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Weekly water roundup: Western States Water Council 2009 Symposium


Photo: National Park Service

Short takes from the week in Colorado water:

Western States Water Council: 2009 Symposium

Planners and politicians from around the west spent last Monday, Tuesday and Wednesday trying to better understand the issues around water and land use planning.

John Tubbs, deputy assistant secretary for water and science with the Department of Interior, told the conference that early territorial planners should have listened to John Wesley Powell when setting political boundaries. Powell argued that -- in the west with its water short landscape -- political subdivisions would be better drawn to encompass watersheds. No one at the time knew more about the geology and hydrology of the intermountain west than the civil war veteran who was the first to run the Colorado River through the Grand Canyon.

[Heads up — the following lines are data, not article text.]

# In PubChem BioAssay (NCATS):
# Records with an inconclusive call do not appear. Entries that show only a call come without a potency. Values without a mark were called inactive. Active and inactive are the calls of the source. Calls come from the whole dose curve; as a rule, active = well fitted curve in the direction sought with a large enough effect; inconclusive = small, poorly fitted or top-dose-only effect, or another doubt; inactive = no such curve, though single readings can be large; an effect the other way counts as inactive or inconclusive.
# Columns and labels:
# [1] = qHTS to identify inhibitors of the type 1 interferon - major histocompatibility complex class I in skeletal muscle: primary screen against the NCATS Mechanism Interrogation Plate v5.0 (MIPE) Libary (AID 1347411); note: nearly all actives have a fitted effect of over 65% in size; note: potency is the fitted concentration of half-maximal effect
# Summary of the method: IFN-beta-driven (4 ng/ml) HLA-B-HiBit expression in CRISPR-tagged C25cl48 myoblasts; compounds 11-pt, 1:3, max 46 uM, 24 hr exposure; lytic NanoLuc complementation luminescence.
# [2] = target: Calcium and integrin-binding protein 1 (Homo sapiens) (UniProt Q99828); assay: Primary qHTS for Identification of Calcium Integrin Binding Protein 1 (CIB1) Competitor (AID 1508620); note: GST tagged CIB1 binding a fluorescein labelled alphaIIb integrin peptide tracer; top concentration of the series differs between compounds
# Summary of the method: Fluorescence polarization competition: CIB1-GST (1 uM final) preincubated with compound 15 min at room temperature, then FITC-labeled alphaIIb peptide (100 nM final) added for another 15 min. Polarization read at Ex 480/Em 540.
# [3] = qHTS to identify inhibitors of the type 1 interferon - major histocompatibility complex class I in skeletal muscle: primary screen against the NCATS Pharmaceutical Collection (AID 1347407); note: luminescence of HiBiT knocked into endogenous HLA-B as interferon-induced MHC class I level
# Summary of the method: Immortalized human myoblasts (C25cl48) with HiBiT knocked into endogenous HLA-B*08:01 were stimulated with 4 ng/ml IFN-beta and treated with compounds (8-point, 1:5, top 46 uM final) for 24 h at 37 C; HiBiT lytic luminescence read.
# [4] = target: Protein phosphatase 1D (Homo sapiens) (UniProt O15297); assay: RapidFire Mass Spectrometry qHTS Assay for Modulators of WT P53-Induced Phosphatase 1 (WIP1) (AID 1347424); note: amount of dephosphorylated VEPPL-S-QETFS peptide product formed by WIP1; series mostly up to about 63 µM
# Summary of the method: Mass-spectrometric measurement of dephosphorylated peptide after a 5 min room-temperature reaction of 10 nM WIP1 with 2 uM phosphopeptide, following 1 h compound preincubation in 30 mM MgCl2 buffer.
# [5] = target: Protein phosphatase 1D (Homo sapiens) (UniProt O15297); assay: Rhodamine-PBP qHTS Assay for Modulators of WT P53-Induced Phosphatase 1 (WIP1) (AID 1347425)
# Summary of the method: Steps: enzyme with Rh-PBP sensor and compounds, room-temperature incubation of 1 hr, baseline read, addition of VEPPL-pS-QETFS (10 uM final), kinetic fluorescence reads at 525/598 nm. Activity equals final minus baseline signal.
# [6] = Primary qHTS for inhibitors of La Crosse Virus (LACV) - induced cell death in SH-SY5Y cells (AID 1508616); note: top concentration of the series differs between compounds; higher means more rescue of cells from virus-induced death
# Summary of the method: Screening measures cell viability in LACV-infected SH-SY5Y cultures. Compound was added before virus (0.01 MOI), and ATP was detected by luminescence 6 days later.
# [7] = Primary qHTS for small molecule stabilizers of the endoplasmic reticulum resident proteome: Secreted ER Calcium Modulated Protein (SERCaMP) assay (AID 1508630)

Governor Ritter spoke to the conference on Tuesday. The symposium was a collaboration between the council, Colorado Water Conservation Board, Colorado Department of Natural Resources and the Western Governor's Association.

Oil shale development

The Garfield County Energy Advisory Board held a meeting last Thursday to hear about the environmental effects of oil shale development. Jeremy Boak, director of the industry-funded Center for Oil Shale Technology and Research at the Colorado School of Mines, told the board that, "you will for a time essentially have scraped off the surface if you're doing a process like Shell's," according to a report in the Grand Junction Daily Sentinel.

Flaming Gorge pipeline

Aaron Million's proposed pipeline from the Green River Basin to the Front Range received some push back from Western Resources Advocates this week. WRA is calling Million and his partners out over the need for the project. So far Million Resources Conservation Group has not identified any deals with customers.

River Week

Last week was River Week at Cache La Poudre Middle School. Students were counting bugs and pulling water samples for quality testing. They're also building a yearly record for that reach of the river.

San Luis Valley first groundwater management sub-district trial

The trial over the rules for governing the valley's first sub-district kicked off last week. Objectors are seeking better protection for senior rights holders while the state engineer's office and the Rio Grande Water Conservation District have already approved the proposed rules.

For more info: I follow Colorado water issues at Coyote Gulch.

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